The results showed that the mean annual Parkinson’s medication cost had increased from $4,941 at the study’s start to $14,177 after five years for patients receiving standard medication alone. For the DBS group, the costs increased from $4,507 to $6,636.

This represented a 2.4 times lower annual medication cost and a five-year cumulative cost reduction of $28,246 for patients receiving both DBS and standard medication relative to the control group.

Patients originally assigned to medication alone also were five times more likely to have higher medication costs than those in the DBS group.

In addition, annual medication costs at 15 years — using 10% annual cost increases to account for disease progression — were projected to reach $30,371 for the control group and $14,216 for the DBS group.

As such, receiving DBS plus standard medication at an early stage of the disease was estimated to lower cumulative medication costs by $104,958 over 15 years of disease duration, compared with standard care.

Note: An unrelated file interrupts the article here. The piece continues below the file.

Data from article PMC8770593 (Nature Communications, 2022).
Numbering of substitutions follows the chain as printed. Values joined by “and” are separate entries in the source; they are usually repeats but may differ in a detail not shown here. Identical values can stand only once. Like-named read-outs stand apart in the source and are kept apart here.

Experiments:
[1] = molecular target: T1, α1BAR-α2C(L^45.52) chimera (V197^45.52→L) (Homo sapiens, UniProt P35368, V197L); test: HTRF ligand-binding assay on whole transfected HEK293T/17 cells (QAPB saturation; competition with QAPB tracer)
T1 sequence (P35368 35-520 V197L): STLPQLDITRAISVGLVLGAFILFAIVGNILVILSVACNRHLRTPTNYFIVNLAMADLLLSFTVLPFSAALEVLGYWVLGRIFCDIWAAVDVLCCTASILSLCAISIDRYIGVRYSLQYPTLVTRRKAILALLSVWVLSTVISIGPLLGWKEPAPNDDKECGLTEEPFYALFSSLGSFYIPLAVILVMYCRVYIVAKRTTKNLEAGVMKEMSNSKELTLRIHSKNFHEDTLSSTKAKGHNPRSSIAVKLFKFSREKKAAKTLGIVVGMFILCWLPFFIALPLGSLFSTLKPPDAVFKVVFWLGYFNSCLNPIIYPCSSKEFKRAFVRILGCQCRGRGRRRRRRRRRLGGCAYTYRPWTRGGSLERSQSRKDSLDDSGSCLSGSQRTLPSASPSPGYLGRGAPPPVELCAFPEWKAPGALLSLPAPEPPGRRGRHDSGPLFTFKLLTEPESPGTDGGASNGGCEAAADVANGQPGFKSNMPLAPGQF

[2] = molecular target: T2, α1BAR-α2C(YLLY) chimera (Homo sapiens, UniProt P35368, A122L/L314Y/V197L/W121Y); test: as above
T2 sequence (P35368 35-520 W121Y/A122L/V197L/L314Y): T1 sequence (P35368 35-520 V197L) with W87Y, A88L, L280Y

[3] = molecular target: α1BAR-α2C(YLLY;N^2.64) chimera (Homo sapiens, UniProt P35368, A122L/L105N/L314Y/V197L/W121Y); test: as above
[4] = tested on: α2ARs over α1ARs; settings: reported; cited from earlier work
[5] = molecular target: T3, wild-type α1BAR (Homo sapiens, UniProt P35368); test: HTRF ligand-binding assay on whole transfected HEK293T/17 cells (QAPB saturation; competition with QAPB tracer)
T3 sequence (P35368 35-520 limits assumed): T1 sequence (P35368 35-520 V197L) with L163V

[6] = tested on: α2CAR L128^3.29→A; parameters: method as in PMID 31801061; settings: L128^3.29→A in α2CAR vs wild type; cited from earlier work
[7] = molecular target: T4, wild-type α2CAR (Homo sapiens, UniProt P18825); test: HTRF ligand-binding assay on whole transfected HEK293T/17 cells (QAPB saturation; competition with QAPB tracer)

These findings highlight that DBS during very early stage Parkinson’s disease “may provide substantial long-term PD [Parkinson’s disease] medication cost savings compared to standard care,” the researchers wrote.

Still, costs associated with DBS “are significant,” they added, with previous U.S.-based studies reporting initial costs of $63,848 for the surgical procedure and additional costs of $26,653 for battery replacement procedures.

“The savings in PD medication cost projected here do not outweigh the costs associated with DBS but do represent a cost offset,” the team wrote, adding that data from Phase 3 trials in patients with mid- and advanced-stage Parkinson’s showed that DBS-associated costs were “justified by the benefits the therapy provides.”

These benefits specifically include better control of motor symptoms, improved quality of life, and reduced complications associated with pharmacological therapy.

The results here “must be confirmed in a larger study,” the researchers wrote, noting that the U.S. Food and Drug Administration has cleared the initiation of a Phase 3, multicenter trial evaluating DBS in early stage Parkinson’s.

Future studies also should collect data related to the use of medications targeting non-motor problems, the researchers said. Additionally, investigators should examine other interventions, such as physical, speech, and occupational therapy, to provide comprehensive information on Parkinson’s-related treatment costs, the team said.